This luggage producer wanted to get across the idea that its products would outlast anything. They conveyed that message brilliantly in this almost text-free billboard.

Note the Location

Consider whether you can take advantage of the billboard’s location to maximize its impact. That might mean referencing a local sports team, tourist attraction, or inside joke that those in the area will appreciate.

This billboard is sure to catch the attention of those who often drive down Michigan Avenue in Downtown Chicago.

Made You Look!

The more creative your idea, the more likely it will get picked up on social media. Experiential advertising is especially thought-provoking and sharable, naturally engaging your target audience.

Fantastic optical illusion at the foot of an escalator in Brazil. The 3D drawing of a crocodile emerging from the water may have given escalator-goers quite a shock – but it also became a viral sensation when many of them shared it, publicizing the new television program “Wild World with Richard Rasmussen.”
This ad for the local zoo uses a bus as the perfect “vehicle” for its simple message.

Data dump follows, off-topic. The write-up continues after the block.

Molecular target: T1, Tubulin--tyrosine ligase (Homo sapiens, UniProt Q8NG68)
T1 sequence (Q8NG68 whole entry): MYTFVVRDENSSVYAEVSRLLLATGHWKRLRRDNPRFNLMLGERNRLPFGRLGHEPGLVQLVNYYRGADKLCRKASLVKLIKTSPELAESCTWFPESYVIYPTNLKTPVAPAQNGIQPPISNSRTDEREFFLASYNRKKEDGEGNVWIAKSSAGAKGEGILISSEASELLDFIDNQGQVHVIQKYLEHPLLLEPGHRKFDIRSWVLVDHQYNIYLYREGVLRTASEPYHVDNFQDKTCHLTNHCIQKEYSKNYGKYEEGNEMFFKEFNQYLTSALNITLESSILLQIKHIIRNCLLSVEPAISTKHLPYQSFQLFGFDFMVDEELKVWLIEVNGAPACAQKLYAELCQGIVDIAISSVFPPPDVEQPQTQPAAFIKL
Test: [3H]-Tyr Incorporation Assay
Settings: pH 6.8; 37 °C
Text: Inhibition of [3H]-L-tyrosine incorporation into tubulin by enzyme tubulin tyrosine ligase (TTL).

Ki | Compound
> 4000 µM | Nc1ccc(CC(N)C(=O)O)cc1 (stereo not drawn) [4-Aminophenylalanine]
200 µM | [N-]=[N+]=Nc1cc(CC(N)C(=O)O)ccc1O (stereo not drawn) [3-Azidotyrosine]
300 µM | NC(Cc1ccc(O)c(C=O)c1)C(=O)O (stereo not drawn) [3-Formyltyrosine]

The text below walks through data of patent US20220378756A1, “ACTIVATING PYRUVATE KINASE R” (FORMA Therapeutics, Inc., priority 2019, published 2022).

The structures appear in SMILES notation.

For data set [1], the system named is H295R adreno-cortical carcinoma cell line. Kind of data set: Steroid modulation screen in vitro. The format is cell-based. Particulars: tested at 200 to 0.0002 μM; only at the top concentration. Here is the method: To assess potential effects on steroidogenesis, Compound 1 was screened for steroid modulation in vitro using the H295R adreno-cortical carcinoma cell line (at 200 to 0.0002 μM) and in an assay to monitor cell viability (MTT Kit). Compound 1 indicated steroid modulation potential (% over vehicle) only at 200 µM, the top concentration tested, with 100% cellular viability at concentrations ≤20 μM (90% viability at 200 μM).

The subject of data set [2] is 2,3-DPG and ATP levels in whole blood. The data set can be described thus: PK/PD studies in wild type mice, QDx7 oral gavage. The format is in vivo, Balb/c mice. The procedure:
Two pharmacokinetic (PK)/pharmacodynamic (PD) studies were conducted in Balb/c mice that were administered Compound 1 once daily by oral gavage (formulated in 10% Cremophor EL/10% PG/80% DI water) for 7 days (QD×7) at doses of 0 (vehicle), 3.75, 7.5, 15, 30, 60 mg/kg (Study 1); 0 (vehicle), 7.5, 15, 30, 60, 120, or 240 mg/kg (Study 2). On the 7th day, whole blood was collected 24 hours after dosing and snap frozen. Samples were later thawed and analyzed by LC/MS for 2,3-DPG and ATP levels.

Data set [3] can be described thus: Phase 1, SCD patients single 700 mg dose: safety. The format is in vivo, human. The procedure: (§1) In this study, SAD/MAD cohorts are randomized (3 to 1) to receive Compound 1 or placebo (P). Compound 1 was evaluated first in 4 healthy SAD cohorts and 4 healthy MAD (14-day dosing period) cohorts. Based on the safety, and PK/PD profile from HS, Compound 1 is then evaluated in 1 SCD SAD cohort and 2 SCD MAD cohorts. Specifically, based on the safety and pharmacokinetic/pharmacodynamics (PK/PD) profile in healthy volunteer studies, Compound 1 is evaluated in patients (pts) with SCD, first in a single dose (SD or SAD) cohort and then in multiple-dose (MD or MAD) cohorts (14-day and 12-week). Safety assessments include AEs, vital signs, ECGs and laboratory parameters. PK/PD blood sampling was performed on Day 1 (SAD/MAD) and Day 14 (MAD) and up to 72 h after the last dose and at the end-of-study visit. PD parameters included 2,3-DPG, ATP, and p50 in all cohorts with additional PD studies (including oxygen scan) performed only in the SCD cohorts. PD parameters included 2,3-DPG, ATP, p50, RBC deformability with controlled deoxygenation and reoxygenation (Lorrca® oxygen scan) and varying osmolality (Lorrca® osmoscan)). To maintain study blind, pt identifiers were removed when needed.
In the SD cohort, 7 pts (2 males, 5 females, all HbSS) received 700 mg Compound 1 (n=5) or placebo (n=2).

Go Digital

Nowadays, virtual billboards and other digital advertising can take your marketing to the next level. When you combine the high visual aspect of OOH advertising with a digital component, the sky is the limit.

Take a look at this ad, put out by British Airways. It can sense when one of the airline’s planes is flying overhead, emphasizing how many places the airline can bring people.

So does outdoor advertising still work? Sure it does – if you do it right. Keep it bold, keep it simple, keep it memorable. And most importantly, keep in mind that in today’s world, the more sharable, the better.

This is part 3 in a series that addresses various marketing media that might seem old-fashioned, irrelevant, or ineffective. But when used correctly, they work very well — maybe better than more trendy marketing media. This post examines whether out-of-home advertisements are becoming obsolete. Part 1 asked the same question about print in general, and Part 2 about direct mail. See all the articles in the series here.